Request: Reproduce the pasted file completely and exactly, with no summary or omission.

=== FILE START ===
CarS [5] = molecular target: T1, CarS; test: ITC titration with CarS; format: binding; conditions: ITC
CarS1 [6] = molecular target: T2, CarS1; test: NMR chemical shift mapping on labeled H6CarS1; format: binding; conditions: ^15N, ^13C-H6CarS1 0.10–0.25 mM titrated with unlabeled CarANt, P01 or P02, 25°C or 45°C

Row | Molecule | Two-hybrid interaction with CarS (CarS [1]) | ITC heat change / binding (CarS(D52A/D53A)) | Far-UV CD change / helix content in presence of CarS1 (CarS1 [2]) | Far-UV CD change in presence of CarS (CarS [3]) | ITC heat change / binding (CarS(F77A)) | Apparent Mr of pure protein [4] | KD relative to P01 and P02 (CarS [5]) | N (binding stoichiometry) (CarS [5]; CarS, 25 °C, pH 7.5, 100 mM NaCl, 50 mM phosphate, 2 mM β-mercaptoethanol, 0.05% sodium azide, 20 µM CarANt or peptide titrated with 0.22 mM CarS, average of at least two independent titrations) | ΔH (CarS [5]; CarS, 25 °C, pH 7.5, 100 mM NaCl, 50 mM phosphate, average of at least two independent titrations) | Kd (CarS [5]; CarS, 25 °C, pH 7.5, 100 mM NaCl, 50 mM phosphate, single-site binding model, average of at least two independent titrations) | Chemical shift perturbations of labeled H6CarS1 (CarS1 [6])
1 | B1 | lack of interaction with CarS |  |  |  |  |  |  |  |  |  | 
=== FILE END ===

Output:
CarS [5] = molecular target: T1, CarS; test: ITC titration with CarS; format: binding; conditions: ITC
CarS1 [6] = molecular target: T2, CarS1; test: NMR chemical shift mapping on labeled H6CarS1; format: binding; conditions: ^15N, ^13C-H6CarS1 0.10–0.25 mM titrated with unlabeled CarANt, P01 or P02, 25°C or 45°C

Row | Molecule | Two-hybrid interaction with CarS (CarS [1]) | ITC heat change / binding (CarS(D52A/D53A)) | Far-UV CD change / helix content in presence of CarS1 (CarS1 [2]) | Far-UV CD change in presence of CarS (CarS [3]) | ITC heat change / binding (CarS(F77A)) | Apparent Mr of pure protein [4] | KD relative to P01 and P02 (CarS [5]) | N (binding stoichiometry) (CarS [5]; CarS, 25 °C, pH 7.5, 100 mM NaCl, 50 mM phosphate, 2 mM β-mercaptoethanol, 0.05% sodium azide, 20 µM CarANt or peptide titrated with 0.22 mM CarS, average of at least two independent titrations) | ΔH (CarS [5]; CarS, 25 °C, pH 7.5, 100 mM NaCl, 50 mM phosphate, average of at least two independent titrations) | Kd (CarS [5]; CarS, 25 °C, pH 7.5, 100 mM NaCl, 50 mM phosphate, single-site binding model, average of at least two independent titrations) | Chemical shift perturbations of labeled H6CarS1 (CarS1 [6])
1 | B1 | lack of interaction with CarS |  |  |  |  |  |  |  |  |  | 